Austen found Detroit to be the right place to develop his career, and he sought inspiration both by looking inward to his past and emotions, and outward to his new surroundings. In fact, he saw lots of similarities between the visuals he created and the interior spaces and architecture of the city. This reflection of physical environment in his work is one he noticed later in life as well, when he worked in Minnesota, and, more recently, in Boston.
“Each place affects me and always has,” Austen said. “However, it is not immediate—it is often with a time delay. You make these connections from your visual work to the place, an experience of a place, and the interactions you have with individuals that often become only apparent much later.”
The clear connection between his work, personal life, and surroundings is apparent on every level of his creative process, and these links carry over into his identity as a professor as well. Austen’s former student, Andy Zhang, MCAS ’20, worked on an independent visual arts study with Austen as his adviser, and described him as challenging, kind, and passionate.
“Professor Austen would show me how to come to my own conclusions without telling me exactly what to do,” Zhang said. “He’s challenging, but he supports his students through taking risks.”
For Austen, it’s as much about helping his students as people as it as about training them as artists. He wants students to learn, to experiment, grow, try new things, and ultimately, to accept the failure that often comes with risks. And while Austen clearly loves the way his teaching guides his students, he also values how it grounds him in his own work.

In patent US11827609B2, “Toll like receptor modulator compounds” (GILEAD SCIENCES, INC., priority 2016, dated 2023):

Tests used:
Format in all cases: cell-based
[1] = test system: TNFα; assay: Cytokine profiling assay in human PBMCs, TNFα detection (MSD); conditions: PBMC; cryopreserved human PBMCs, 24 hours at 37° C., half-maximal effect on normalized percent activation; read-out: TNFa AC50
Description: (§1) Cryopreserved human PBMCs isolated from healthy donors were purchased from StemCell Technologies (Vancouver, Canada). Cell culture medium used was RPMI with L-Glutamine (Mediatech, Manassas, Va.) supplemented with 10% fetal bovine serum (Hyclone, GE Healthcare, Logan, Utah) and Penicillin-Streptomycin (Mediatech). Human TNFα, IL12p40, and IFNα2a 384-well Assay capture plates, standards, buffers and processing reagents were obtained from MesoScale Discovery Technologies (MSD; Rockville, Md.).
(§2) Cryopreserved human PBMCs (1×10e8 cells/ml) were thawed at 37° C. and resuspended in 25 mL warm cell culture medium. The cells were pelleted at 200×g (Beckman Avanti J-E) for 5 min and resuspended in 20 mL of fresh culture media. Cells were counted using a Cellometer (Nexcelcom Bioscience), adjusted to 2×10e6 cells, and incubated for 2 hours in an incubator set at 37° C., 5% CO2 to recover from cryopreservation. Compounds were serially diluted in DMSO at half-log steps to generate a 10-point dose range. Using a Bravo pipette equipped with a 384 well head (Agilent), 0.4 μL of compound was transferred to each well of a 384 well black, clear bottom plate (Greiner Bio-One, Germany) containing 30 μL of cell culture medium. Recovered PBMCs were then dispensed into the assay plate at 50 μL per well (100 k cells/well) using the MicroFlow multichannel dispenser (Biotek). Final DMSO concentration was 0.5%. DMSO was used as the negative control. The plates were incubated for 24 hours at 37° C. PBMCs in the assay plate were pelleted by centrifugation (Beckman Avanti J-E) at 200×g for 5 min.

Austen described his life both as an artist and a professor as taking on two separate personas.
“As an artist, I’m crazy. I’m manic. I’m impatient. I am very self-critical. I’m sometimes frustrated,” he said. “At the same time, I’m also very joyful because I can really do whatever I want to do and what I feel is important to do. The professor’s persona is in a way the opposite. It balances it out.”
In teaching, Austen is drawn back to the tangible explanations of his craft, and he feels this has given him more awareness of the concrete aspects of his own work as well.
As an artist, Austen has been around the block, showcasing his work across the United States and Berlin, and he specifically referenced his exhibition at the McMullen Museum titled Not Here, Not There, and an exhibition in Atlanta, Ga. titled Blurred Vision is just one of the Symptoms, as some of the work he is most proud of.
Though Austen is experimental in his work, having dabbled in print-making, wall installations, and multimedia in the past, he firmly classifies himself as a painter.
“The absolute fundamental discipline is painting,” he said. “And it is really my own work. Lonely in the studio, staring at blank canvases, not only working but wondering, ‘What am I going to do next?’”
He is an artist, not an illustrator, and this is a distinction that he feels is very important in his creative process. He doesn’t aim for precision or conceptualization in his work, but rather speaks to the way art imitates life.
“For me, art is a discipline that creates its own reality, but at the same time, as an artist you are not separated from what is going on around you,” he said.
In his teaching, it is the intersection of these two elements that Austen seems to be the most skilled at portraying. He does not deny that self-doubt, critique, and failure are fundamental parts of the art-making process, but he also doesn’t think that these difficulties should dissuade him, or his students, from pursuing their love of art both in and out of the studio.
“Everything [in art-making] is very personal,” he said. “It’s not that I read something, go into the studio, and translate it. No, usually it takes a long time, and this kind of figuring out how to approach something … and I have unique abilities [that] nobody else has, but I need to figure out what exactly they are.”
Featured Image by Jess Rivilis / Heights Staff